SPECIAL ISSUE ON AGE-RELATED MACULAR DEGENERATION
Abstract: This article suggests that approaching vision loss from age-related macular degeneration from a sociocultural perspective, specifically considering perceptions of aging, blindness, disability, and generational viewpoints and norms, may be critical to understanding older adults' responses to vision loss and visual rehabilitation.
Robin Casten and Barry Rovner
Abstract: Age-related macular degeneration (AMD) is a major cause of disability in the elderly, substantially degrades the quality of their lives, and is a risk factor for depression. Rates of depression in AMD are substantially greater than those found in the general population of older people, and are on par with those of other chronic and disabling diseases. This article discusses the effect of depression on vision-related disability in patients with AMD, suggests methods for screening for depression, and summarizes interventions for preventing depression in this high-risk group.
Janet S. Sunness, Gary S. Rubin, Abraham Zuckerbrod, and Carol A. Applegate
Abstract: Foveal-sparing scotomas are common in advanced dry macular degeneration (geographic atrophy). Foveal preservation may be present for a number of years. Despite good visual acuity, these patients have reduced reading rates. Magnification may not be effective if the text becomes too large to "fit" within the central spared area.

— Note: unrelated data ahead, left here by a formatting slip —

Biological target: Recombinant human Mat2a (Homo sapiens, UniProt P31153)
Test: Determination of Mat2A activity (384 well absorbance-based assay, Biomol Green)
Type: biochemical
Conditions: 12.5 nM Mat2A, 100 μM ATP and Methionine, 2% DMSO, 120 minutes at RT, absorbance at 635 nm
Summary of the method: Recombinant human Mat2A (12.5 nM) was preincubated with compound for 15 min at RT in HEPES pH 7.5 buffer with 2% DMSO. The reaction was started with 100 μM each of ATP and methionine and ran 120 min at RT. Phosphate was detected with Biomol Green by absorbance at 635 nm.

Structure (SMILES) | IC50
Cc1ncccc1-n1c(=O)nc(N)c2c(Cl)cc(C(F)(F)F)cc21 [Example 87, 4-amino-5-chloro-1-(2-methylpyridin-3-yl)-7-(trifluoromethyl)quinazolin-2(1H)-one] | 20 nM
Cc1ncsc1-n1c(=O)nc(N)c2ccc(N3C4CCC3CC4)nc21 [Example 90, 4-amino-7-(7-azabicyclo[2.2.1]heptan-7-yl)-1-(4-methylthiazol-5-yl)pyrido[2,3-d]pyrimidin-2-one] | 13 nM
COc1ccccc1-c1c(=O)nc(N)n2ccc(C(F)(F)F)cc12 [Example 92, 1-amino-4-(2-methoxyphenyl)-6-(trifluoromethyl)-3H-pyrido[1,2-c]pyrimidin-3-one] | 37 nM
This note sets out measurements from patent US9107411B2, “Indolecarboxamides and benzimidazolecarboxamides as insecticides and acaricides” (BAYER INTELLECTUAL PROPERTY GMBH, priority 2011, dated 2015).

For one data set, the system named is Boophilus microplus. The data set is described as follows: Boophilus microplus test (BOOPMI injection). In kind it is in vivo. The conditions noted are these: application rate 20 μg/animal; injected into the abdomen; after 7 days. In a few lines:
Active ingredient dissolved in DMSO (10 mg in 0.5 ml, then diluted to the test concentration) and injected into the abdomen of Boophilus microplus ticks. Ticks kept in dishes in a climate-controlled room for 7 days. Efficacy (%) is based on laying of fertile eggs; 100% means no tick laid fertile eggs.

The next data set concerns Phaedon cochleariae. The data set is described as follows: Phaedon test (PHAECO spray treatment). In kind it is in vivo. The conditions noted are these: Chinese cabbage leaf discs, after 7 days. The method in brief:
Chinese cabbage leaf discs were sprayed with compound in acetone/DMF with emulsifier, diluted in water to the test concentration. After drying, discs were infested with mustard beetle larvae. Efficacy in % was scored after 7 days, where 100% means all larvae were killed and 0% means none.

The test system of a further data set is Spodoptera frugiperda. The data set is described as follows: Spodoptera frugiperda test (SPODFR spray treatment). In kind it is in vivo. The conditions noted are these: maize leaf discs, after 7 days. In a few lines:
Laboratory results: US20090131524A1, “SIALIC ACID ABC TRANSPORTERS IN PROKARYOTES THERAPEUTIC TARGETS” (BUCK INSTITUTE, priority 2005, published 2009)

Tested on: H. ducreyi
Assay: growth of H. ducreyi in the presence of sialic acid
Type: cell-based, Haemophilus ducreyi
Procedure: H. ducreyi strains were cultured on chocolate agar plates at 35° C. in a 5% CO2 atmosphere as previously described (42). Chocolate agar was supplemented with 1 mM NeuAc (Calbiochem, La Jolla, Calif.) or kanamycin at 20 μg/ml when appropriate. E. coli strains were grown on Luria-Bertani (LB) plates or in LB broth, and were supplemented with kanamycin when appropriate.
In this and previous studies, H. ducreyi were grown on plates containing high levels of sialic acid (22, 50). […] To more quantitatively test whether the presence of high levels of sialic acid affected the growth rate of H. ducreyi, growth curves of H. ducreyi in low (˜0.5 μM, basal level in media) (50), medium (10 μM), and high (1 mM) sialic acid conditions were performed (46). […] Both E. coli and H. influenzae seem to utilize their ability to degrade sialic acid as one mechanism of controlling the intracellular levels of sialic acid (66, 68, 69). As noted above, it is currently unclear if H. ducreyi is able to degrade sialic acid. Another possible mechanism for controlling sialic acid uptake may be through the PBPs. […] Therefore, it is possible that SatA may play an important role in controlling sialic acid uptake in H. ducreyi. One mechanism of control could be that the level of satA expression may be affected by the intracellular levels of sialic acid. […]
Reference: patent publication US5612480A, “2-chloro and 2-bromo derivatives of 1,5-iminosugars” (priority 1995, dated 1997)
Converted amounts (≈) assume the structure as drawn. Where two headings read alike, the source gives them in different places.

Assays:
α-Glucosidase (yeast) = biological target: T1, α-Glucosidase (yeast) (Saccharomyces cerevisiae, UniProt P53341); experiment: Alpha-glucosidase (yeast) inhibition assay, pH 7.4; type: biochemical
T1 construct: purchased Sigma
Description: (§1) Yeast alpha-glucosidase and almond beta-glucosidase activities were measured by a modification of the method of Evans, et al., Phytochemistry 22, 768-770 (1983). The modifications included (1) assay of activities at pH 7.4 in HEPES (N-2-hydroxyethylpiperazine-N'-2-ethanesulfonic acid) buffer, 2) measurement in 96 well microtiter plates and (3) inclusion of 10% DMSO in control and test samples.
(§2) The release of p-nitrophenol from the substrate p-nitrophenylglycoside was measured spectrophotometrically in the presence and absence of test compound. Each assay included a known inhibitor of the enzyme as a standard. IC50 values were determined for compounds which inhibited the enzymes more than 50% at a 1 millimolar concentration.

Anne T. Riddering
Cynthia Owsley and Gerald McGwin, Jr.
Abstract: This article reviews the research literature on driving and age-related macular degeneration, which is motivated by the link between driving and the quality of life of older adults and their increased collision rate. It addresses the risk of crashes, driving performance, driving difficulty, self-regulation, and interventions to enhance, safety, and considers directions for future research.
Joan A. Stelmack, Stephen Rinne, Rickilyn M. Mancil, Deborah Dean, D'Anna Moran, X. Charlene Tang, Roger Cummings, and Robert W. Massof
Abstract: A low vision rehabilitation program with a structured curriculum was evaluated in a randomized controlled trial. The treatment group demonstrated large improvements in self-reported visual function (reading, mobility, visual information processing, visual motor skills, and overall). The team approach and the protocols of the treatment program are described.
Donald C. Fletcher, Ronald A. Schuchard, Joseph P. Walker, and Paul A. Raskauskas
Ronald J. Cole
NEWS AND FEATURES
JVIB thanks Lylas Mogk, M. D., medical director, Visual Rehabilitation and Research Center, Henry Ford Health System, and Gale Watson, M.Ed., national director, Blind Rehabilitation Service, Department of Veterans Affairs Central Office, Washington, DC, for their scholarship and commitment as guest editors of this special issue on age-related macular degeneration.
This new assessment tool is useful for gathering, tracking, and analyzing information regarding students' functional vision and appropriate learning media.
Independent Living Aids, LLC
For more than 32 years, the best source of magnifiers, talking products and daily living aids for individuals with vision impairments.
#369210 (floor lamp)
For a free catalog of more than 3000 useful products call
New Sixth Edition!
The Oregon Project
for Preschool Children who are Blind or Visually Impaired
For more information or to order please call
An Assessment and Curriculum designed for children birth to six who are blind or visually impaired
Used by parents, teachers, vision specialists and counselors